Understanding influences on writing instruction: cases of two kindergarten teachers

Sarah J. McCarthey, Grace Kang

Research output: Contribution to journalArticlepeer-review


The study focused on two kindergarten teachers who were observed and interviewed throughout one school year. The contrasting cases demonstrate how two teachers drew upon their experiences with teaching writing and professional development (PD) with differing outcomes for their instruction and underlying beliefs about writing. Dana, an experienced kindergarten teacher, leveraged her personal interests in writing and PD to adapt the curriculum to fit the needs of her students. In contrast, Natasha, a teacher who was teaching kindergarten for the first time, followed the curriculum and her colleague’s advice faithfully. It was not their teaching experience alone that influenced their practices, but rather their opportunities for PD and their ‘ways of knowing’ [Belenky, M. F., Clinchy, B. M., Goldberger, N. R., & Tarule, J. M. (1986). Women’s ways of knowing: The development of self, voice, and mind. New York, NY: Basic].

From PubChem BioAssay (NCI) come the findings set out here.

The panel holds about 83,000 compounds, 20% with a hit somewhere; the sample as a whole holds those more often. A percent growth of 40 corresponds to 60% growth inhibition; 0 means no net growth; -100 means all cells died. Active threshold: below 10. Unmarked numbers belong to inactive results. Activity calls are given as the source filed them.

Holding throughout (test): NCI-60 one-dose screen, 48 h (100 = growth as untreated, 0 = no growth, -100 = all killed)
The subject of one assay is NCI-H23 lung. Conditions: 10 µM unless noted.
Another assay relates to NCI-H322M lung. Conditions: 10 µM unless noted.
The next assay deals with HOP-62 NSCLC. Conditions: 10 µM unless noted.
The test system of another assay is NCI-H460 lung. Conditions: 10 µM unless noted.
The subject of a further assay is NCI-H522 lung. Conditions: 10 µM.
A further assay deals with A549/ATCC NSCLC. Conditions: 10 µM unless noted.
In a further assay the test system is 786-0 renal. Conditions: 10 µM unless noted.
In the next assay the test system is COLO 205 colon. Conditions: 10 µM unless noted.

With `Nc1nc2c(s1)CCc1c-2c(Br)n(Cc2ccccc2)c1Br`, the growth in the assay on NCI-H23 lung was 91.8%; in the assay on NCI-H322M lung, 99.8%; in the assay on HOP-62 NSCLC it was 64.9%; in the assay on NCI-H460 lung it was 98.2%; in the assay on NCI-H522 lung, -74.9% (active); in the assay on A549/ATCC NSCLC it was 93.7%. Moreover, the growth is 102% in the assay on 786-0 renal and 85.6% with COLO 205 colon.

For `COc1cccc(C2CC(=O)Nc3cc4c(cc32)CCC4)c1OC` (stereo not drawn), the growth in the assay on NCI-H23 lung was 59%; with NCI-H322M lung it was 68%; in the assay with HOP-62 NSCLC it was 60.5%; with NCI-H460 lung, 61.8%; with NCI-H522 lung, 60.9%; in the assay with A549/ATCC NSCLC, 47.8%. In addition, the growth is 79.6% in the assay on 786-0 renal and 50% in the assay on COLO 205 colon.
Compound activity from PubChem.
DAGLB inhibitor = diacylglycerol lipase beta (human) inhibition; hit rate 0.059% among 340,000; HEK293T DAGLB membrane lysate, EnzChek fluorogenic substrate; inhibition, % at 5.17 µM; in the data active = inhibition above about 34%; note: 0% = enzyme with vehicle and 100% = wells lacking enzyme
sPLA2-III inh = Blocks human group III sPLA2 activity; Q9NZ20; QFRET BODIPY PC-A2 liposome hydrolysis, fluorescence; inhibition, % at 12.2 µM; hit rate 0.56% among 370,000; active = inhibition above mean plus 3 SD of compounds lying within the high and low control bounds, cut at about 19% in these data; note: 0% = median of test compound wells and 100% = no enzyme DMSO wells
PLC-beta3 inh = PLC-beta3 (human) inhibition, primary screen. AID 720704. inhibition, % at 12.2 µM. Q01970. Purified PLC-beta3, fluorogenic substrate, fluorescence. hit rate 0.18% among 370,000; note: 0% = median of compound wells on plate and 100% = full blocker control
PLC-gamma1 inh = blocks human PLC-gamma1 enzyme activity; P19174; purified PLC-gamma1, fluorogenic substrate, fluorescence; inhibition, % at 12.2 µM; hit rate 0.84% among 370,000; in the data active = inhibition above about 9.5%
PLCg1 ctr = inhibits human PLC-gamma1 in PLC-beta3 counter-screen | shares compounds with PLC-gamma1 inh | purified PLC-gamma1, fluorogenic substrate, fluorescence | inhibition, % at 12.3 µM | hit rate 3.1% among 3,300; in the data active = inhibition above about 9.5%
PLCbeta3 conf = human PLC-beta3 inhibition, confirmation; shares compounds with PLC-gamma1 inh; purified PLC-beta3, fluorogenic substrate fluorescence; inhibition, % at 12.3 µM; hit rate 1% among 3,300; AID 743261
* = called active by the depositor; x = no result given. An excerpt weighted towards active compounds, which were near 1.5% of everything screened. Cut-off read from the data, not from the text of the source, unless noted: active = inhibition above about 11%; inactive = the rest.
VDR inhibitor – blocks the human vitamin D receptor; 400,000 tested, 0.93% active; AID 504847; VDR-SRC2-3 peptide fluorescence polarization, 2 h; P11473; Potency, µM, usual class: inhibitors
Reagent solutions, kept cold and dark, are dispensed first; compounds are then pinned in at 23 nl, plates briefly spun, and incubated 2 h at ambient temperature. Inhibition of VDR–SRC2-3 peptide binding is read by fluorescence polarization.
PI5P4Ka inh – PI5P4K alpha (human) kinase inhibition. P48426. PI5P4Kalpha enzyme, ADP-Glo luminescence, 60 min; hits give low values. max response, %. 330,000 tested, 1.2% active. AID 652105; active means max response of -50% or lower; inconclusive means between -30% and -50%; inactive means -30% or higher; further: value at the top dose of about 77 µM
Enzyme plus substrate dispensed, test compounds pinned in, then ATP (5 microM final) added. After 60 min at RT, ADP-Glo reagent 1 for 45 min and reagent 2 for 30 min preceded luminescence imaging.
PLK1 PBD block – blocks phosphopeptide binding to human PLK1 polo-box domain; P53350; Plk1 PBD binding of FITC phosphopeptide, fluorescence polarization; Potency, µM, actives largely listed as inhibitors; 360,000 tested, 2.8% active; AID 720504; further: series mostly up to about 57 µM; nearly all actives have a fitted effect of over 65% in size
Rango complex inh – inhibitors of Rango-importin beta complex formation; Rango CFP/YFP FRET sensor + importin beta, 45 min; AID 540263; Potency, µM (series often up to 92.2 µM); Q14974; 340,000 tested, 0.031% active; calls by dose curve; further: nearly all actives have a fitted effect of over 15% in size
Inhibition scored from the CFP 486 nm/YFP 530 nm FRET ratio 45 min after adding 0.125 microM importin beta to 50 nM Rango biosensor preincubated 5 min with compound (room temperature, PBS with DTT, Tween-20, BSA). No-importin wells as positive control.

Original languageEnglish (US)
Pages (from-to)398-417
Number of pages20
JournalEarly Child Development and Care
Issue number3-4
StatePublished - Apr 3 2017


  • Writing
  • cases
  • experienced
  • novice
  • teachers
  • ways of knowing

ASJC Scopus subject areas

  • Social Psychology
  • Developmental and Educational Psychology
  • Pediatrics


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